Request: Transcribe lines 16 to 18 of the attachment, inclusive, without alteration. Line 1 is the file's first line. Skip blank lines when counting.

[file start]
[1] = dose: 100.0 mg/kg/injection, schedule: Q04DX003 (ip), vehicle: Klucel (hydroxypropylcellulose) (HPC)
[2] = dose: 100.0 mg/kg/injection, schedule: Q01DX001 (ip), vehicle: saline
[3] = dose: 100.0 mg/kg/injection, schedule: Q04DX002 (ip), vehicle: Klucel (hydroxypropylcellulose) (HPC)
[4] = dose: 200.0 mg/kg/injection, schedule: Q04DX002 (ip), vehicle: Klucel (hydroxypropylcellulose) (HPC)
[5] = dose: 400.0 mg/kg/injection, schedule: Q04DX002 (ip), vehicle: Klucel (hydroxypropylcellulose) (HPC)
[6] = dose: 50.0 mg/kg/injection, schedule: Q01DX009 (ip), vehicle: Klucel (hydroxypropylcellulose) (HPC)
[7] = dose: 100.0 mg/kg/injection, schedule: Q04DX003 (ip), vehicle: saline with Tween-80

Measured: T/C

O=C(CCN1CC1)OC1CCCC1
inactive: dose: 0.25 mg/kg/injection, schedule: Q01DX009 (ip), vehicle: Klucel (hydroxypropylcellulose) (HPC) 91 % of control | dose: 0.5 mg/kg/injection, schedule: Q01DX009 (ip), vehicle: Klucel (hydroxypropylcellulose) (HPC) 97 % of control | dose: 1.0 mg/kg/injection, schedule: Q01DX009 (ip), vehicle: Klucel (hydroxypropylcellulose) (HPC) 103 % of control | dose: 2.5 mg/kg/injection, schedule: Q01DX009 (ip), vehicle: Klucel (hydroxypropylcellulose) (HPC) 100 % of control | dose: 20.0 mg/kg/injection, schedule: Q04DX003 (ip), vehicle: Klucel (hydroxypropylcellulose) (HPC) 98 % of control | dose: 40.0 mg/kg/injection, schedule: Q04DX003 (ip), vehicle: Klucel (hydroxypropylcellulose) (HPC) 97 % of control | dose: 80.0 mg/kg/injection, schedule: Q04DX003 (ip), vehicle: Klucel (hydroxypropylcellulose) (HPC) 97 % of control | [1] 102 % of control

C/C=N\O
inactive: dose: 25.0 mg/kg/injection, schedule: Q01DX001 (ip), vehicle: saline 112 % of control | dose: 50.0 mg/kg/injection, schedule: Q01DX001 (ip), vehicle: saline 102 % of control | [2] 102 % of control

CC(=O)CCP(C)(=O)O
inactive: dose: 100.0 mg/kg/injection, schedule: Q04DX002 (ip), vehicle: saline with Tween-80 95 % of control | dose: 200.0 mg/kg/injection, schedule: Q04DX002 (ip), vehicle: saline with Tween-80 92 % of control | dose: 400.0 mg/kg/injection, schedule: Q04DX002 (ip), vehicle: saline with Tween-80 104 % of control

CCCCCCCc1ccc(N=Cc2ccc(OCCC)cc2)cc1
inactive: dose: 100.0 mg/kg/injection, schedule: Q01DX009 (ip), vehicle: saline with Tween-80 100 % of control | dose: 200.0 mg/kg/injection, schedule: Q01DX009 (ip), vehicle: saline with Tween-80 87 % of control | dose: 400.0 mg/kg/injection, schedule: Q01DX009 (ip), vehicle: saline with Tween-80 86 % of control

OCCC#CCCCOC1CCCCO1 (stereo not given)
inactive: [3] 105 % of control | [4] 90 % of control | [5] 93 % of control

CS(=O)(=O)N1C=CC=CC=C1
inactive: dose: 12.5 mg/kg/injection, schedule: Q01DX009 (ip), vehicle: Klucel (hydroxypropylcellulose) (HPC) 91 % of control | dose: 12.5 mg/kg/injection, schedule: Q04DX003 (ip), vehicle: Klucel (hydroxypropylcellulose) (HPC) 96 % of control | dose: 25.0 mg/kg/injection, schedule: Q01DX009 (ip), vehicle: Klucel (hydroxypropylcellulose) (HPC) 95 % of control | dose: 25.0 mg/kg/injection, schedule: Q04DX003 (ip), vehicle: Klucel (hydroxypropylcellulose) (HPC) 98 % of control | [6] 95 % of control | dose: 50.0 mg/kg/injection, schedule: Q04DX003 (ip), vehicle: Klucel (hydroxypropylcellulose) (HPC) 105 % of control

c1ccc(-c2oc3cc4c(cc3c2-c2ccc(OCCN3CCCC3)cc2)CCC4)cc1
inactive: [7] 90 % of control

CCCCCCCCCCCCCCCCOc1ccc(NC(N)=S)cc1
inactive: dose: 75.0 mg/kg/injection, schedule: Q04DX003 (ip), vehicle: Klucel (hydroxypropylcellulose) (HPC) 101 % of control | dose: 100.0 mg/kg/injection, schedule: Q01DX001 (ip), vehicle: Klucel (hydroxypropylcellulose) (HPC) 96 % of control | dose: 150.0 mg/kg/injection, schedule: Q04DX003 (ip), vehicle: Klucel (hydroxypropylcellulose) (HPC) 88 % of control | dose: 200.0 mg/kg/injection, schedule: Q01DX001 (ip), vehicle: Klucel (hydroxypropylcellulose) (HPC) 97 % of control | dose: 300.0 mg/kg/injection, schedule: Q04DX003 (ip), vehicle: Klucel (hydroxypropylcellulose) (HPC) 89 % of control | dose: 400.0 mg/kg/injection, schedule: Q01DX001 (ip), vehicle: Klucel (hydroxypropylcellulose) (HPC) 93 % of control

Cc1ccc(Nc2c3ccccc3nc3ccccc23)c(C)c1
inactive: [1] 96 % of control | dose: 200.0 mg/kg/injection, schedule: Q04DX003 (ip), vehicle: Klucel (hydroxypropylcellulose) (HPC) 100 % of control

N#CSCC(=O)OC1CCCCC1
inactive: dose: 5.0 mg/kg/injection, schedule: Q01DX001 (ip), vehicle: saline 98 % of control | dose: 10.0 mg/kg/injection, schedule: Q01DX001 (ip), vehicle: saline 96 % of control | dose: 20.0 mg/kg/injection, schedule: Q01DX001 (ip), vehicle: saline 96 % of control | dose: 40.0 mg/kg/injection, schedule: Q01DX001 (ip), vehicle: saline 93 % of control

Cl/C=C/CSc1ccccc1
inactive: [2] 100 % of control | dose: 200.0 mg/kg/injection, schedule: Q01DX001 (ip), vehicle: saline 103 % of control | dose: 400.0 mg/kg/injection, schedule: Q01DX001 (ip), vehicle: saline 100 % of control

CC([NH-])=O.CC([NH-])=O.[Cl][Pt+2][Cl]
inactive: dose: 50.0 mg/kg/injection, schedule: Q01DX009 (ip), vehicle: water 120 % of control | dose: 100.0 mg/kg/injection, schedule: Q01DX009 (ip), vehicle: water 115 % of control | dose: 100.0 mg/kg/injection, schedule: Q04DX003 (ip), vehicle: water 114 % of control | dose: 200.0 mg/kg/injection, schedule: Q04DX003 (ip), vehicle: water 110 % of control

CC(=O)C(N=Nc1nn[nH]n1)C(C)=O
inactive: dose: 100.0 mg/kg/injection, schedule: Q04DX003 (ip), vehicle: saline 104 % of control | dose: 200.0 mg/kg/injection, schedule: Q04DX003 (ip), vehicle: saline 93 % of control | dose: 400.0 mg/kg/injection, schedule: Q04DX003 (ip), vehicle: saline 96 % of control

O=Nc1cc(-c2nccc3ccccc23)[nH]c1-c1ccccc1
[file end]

inactive: dose: 100.0 mg/kg/injection, schedule: Q01DX009 (ip), vehicle: saline with Tween-80 100 % of control | dose: 200.0 mg/kg/injection, schedule: Q01DX009 (ip), vehicle: saline with Tween-80 87 % of control | dose: 400.0 mg/kg/injection, schedule: Q01DX009 (ip), vehicle: saline with Tween-80 86 % of control

OCCC#CCCCOC1CCCCO1 (stereo not given)
inactive: [3] 105 % of control | [4] 90 % of control | [5] 93 % of control